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The Things I Should Have Known
“So, how did you two meet?” She asks, glancing at me from behind her long black bangs.
My attention snaps towards her, “Excuse me?”
“How did you two meet for the first time?”
The two of us are sitting on a brown leather couch, the leather pulled tight along the frame. Orange and red throw pillows match the threaded flower carpet and light filters in through washed windows. I long to get up and shut the beige curtains, cut out the light that’s burning my skin. Instead, I pick at the stitching on my arm rest and consider how to answer her question. I’ve replayed his face, his smile, the first touch so many times in my mind, yet vocalizing it seems impossible. To her, especially.
We sit in a stubborn silence, and I feel her gaze drop from me and let her eyes fall to the floor. I watch her pull the cuffs of her sweater over her hands, twisting the stretched out fabric over her knuckles and fingers in anxiety. I realize what I dislike about her so much – she reminds me of me, one year ago.
“We met at a party,” I sigh, “I was young and naive and he pretty much just swept me off my feet.”
When I had given that same excuse to my mother she had wailed and screamed. Then, she had sat down on our family couch and sobbed into her hands. Every attempt I made to speak, every word I uttered was met with a teary glare. She didn’t speak to me normally again after. I went from being her smart, bright little girl, to the disappointment.
“My mom really didn’t believe it happened that way. She thought I had somehow consciously made all these bad decisions, but, really I never knew. He was very charming and very smooth.”
“How did he ... did you guys talk for so long?” She swallows, looking at me with large, watery eyes. I can practically hear her thumping little heart as she stares at me.
“We talked for a couple of hours. He drank, but I was only fifteen, so I didn’t. Then, he convinced me to follow him. Would you like the rest of the details?” I spit.
“Well, I ... I, um, no it’s okay. Unless you feel a need to share that,” She mutters, clearing her throat.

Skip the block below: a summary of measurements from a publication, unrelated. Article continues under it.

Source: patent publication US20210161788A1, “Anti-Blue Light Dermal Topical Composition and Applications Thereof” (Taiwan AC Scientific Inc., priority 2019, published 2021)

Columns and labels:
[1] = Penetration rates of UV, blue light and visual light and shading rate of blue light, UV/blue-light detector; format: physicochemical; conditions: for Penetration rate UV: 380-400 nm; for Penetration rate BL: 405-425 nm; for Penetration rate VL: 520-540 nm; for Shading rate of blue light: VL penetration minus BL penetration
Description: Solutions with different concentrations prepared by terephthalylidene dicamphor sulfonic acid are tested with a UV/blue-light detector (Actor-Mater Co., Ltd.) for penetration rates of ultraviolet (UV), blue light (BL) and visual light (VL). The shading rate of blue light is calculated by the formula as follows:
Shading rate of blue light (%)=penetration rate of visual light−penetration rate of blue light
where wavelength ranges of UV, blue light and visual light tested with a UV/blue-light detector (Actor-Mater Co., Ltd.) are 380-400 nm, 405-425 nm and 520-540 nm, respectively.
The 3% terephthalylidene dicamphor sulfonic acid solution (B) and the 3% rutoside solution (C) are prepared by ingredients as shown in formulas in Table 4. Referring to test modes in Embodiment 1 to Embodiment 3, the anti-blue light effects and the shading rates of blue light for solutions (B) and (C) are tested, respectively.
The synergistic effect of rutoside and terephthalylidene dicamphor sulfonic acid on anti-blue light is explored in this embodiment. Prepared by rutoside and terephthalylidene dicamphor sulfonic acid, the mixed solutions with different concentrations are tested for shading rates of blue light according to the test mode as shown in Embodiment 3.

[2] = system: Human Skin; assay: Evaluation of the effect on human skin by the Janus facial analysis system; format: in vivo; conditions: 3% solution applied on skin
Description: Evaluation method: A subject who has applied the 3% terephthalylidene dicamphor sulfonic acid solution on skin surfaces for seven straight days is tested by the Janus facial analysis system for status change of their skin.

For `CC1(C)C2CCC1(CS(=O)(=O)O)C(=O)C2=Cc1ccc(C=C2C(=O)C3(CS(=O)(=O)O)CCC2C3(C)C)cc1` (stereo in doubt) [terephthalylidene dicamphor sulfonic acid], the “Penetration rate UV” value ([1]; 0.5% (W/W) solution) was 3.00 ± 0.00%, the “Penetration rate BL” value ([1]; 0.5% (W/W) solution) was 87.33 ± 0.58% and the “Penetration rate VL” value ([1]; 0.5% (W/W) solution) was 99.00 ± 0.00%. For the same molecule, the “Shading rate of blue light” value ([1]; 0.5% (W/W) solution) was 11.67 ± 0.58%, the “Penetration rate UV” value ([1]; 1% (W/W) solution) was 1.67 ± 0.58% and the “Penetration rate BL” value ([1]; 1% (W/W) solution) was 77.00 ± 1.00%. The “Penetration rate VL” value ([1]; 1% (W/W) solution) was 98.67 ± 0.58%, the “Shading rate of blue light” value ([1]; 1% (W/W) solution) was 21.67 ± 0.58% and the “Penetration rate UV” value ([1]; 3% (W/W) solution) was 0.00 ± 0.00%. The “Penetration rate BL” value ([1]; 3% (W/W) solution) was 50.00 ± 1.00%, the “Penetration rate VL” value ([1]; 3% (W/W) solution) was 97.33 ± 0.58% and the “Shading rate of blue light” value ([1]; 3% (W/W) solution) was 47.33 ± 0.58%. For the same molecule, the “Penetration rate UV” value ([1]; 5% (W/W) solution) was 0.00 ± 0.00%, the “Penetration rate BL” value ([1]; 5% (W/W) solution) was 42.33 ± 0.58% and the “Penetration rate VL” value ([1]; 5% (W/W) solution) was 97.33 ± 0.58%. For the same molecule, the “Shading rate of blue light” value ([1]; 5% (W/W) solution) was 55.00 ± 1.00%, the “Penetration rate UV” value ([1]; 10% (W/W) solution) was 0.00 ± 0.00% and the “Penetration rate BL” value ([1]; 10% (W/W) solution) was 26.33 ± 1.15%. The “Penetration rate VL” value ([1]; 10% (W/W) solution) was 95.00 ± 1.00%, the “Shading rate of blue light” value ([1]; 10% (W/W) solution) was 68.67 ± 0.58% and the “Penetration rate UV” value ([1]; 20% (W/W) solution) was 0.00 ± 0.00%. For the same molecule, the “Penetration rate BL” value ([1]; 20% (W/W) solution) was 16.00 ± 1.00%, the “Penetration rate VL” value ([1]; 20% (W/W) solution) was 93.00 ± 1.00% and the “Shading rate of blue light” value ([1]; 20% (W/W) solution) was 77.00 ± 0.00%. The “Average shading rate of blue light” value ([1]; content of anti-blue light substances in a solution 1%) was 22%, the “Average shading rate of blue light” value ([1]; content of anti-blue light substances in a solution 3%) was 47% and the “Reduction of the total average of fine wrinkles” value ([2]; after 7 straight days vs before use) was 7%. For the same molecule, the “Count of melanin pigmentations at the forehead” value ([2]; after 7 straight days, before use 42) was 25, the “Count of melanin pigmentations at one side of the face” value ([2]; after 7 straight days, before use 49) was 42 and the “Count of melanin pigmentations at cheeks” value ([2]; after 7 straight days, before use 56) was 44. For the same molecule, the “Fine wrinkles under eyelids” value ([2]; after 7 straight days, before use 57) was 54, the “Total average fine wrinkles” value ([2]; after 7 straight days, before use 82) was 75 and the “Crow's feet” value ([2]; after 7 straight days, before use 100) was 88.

“I guess things just ended the way they did for a few reasons,” I say, “One, because no one had ever taught me anything.”
I had grown up in a proper and prim household. My sister had worn a purity ring on her left hand and had worn it until her recent marriage. All through high school and university she held close to her oath of chastity. My mother and my father attended church every Sunday morning and I had been sent to an upscale Catholic school. I had been given a very short sex education lesson, consisting of the words “Don’t do it” repeated being many times and then a scientific power point. No one ever told me he would have baby blue eyes. No one ever mentioned that he would be very subtle and convincing with hints.
“He didn’t just say ‘Hey, let’s bang,”’ I continue, “He didn’t say much, actually, he just led by example and I figured he would stop before things got out of control. I wasn’t prepared. The next reason was the fact that I had secretly longed to be bad for so long.”
Straight As and lollipops can only fulfil a girl for so long. After years and years of that, I began to get tired of my friends talking about how “good” I am all the time and boys chuckling as I blush away from them. I was sick and tired of people making up versions of me and decided for themselves what I’ve done and what I haven’t.
“You’re just a little saint, aren’t you?” One girl sneered, applying lipstick in the bathroom mirror, “Nobody’s good enough right? Keep it up, babe, these are the best years of our lives.”
She shoved past me, leaving her red lipstick on the counter.
“You get tired of stereotypes and assumptions. I wanted to be bad for once. It was a whim, really.”
“A whim? You’d never done it before?”
“No. I thought about it, sure, but I hadn’t even had a boyfriend before it. I shied away from physical affection, like I had been told to.”
“Oh. What’s the next reason?”
“He overpowered me,” I say, her eyes widening, “No, not physically. Mentally. He made me feel like it was what I had to, what I should do, otherwise it would just make me a tease. We had gone so far and now I had to continue.”